Yes, there's a narrative layer to The Division 2. At one point I was supposed to be looking for Division Agent Kelso, a story campaign objective that was pushed to the back of my mind. When I remembered about it a few missions and cutscenes later, I realized that I had already found Kelso and gotten my marching orders from her. There are other characters, like the leaders of the two D.C. settlements, where civilians stay, but they feel more like window dressing of player progression. In fact, most of the time you'll miss the scant story available because you're busy messing with loot or doing character building. The Division 2 also tries to set up a looming threat in the form of rogue agent Aaron Keener, who taunts you cryptically via audio logs. Unfortunately, I'm not entirely sure why I should be afraid of Diet Hannibal Lecter at this point, because he never makes his physical presence felt.
The entire story campaign ends with the President offering his own Independence Day-style speech about hope and banding together, but at no point did it feel like The Division 2 was trying to say anything meaningful. There's no real themes to hang your hat on here, outside of "hope". If you're looking for a robust tale of intrigue, adventure, and sacrifice, The Division 2 isn't it. It's fluff, but as I tore my way into World Tier 4, I found none of that really mattered because I was still enjoying myself.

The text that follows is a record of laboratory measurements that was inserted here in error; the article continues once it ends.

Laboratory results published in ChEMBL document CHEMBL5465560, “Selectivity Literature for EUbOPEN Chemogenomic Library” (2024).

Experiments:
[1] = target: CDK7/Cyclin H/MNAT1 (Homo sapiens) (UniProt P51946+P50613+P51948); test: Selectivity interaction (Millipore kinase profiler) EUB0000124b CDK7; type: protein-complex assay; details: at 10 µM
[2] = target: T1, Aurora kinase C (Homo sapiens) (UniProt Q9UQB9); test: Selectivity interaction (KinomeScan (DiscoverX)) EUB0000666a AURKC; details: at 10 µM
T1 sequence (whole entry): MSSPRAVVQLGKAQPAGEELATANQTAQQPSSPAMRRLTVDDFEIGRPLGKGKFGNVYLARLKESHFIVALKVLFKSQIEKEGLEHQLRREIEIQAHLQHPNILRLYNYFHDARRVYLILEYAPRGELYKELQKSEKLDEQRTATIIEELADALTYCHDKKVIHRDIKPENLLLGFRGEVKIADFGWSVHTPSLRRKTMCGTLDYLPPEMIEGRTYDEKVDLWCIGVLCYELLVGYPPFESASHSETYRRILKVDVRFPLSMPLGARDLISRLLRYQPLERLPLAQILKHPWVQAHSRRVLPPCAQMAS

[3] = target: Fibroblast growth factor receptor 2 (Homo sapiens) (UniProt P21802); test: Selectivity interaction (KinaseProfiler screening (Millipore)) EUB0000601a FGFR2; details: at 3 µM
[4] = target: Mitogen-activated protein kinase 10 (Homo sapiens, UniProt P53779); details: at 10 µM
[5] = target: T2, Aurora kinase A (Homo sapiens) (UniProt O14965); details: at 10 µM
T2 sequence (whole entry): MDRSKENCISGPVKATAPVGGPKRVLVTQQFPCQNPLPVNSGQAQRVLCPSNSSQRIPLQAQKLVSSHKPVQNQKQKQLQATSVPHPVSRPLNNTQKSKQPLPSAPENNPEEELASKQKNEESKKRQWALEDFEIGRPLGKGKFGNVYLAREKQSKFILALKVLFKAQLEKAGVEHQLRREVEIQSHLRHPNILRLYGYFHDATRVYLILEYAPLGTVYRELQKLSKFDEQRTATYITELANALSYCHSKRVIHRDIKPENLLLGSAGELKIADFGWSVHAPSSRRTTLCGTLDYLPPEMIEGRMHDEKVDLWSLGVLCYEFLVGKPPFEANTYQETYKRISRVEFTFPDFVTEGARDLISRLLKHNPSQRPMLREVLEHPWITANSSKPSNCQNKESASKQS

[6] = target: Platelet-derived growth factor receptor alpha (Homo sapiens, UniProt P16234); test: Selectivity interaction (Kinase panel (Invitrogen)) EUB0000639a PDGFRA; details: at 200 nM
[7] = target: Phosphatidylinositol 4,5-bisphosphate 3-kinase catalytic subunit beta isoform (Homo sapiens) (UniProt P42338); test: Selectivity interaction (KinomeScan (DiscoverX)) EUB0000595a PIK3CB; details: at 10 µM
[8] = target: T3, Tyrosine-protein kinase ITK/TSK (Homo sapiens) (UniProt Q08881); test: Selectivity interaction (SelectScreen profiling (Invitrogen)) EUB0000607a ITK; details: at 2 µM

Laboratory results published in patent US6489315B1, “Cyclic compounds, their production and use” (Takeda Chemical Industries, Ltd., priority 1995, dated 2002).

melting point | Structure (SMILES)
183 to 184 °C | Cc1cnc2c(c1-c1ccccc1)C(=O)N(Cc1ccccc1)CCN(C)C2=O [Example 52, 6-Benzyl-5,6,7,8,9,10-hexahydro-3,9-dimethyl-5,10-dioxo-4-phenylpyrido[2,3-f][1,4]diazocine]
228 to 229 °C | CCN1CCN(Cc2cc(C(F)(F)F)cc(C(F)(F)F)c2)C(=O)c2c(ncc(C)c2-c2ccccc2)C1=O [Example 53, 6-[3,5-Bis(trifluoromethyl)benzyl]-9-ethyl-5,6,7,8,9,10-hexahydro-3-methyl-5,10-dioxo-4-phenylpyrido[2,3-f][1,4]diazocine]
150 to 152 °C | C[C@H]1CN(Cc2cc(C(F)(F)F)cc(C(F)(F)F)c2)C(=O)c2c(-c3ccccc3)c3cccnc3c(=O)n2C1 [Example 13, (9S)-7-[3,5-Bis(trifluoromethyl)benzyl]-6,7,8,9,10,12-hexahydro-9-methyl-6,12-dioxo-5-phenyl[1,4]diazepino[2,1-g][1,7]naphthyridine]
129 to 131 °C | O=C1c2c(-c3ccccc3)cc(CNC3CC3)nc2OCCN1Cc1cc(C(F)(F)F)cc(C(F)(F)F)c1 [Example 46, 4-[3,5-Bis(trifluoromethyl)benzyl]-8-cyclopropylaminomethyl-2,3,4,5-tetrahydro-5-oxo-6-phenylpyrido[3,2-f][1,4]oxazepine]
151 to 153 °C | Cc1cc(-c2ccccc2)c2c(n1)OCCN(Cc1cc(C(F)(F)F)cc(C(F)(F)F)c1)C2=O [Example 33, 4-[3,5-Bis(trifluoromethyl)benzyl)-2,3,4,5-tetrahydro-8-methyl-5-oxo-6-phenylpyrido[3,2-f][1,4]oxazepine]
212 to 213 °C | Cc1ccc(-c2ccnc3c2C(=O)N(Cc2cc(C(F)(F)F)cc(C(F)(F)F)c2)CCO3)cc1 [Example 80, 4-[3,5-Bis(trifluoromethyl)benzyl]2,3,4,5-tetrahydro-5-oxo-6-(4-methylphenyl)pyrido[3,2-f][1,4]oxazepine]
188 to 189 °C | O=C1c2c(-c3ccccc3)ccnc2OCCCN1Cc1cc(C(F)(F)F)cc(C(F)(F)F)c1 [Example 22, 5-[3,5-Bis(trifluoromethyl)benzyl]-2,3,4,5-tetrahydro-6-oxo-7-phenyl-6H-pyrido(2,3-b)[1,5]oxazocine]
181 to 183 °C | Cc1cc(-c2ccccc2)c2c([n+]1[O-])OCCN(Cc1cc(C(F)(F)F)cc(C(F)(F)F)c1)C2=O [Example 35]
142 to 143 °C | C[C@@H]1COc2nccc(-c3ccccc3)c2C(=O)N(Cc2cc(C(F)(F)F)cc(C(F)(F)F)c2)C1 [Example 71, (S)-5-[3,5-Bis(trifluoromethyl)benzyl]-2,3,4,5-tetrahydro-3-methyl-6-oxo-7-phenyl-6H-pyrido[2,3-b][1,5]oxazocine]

The Look of Military Shooter
The Division 2's setting might only be Washington D.C., but it's a wonderfully realized version of the city. Ubisoft has long had the expertise to recreate whole eras, and here that expertise is turned towards reimagining an existing city. Washington D.C. isn't just littered with the remnants of civilization, like stalled cars and Metro buses; the wildlife has taken over in many spots. Swamp waters have risen in several areas, ivy and shrubbery have overgrown with no one to stop their march. Trash has decayed and stagnant pools of water are everywhere. There's a grit to The Division 2's D.C., a strong feeling of the wilderness, of being forgotten.
Amid this tangle of wilderness are familiar landmarks. Pennsylvania Avenue, just off of the Federal Triangle Metro stop, is a place I've been a number of times over the years, and it's reproduced rather well in The Division 2. I know the FBI Building by sight, and to see it hollowed out like it is in The Division 2 is haunting. When I step down into the Metro, those curved pocketed stones are instantly recognizable to me; they're usually an indicator to me that TV shows and movies supposedly set in D.C. weren't actually filmed there. And your base of operations is the White House itself, a once esteemed hallmark of the best America (depending on how you feel!), now a rotting ruin filled with the dead and slowly dying. Being so close to the real place, I feel the loss Ubisoft is trying to establish here.